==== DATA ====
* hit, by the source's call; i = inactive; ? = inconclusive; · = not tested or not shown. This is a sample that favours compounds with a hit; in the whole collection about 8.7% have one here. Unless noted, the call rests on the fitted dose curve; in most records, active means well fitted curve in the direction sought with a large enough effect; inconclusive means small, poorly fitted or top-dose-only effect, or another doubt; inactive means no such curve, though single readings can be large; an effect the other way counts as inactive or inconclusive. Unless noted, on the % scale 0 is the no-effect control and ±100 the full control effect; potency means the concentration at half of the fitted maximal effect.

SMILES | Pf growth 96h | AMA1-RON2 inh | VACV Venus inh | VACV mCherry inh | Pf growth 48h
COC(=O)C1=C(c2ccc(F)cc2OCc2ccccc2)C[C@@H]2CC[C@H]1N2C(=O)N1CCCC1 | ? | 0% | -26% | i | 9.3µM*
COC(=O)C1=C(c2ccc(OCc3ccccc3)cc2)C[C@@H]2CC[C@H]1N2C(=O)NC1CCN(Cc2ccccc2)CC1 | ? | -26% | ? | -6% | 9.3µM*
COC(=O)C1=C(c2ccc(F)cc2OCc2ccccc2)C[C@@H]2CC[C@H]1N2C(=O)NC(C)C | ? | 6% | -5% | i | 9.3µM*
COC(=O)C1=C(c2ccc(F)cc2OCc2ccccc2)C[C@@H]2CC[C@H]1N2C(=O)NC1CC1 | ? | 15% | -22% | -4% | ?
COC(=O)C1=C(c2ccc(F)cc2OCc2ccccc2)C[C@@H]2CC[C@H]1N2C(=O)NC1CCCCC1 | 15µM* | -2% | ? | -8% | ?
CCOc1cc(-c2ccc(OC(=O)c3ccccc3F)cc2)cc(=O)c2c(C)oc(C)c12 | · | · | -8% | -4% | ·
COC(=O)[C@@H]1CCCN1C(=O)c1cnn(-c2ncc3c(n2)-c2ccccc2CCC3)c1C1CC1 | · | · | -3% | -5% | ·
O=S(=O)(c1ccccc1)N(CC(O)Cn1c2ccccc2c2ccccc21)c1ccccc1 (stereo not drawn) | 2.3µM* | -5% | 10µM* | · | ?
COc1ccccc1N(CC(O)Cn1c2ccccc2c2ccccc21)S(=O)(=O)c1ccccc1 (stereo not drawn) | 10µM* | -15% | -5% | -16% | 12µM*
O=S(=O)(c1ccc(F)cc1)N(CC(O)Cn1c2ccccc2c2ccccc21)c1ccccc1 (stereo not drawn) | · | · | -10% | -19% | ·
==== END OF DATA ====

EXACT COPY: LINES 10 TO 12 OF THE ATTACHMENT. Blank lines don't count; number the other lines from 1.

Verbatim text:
O=S(=O)(c1ccccc1)N(CC(O)Cn1c2ccccc2c2ccccc21)c1ccccc1 (stereo not drawn) | 2.3µM* | -5% | 10µM* | · | ?
COc1ccccc1N(CC(O)Cn1c2ccccc2c2ccccc21)S(=O)(=O)c1ccccc1 (stereo not drawn) | 10µM* | -15% | -5% | -16% | 12µM*
O=S(=O)(c1ccc(F)cc1)N(CC(O)Cn1c2ccccc2c2ccccc21)c1ccccc1 (stereo not drawn) | · | · | -10% | -19% | ·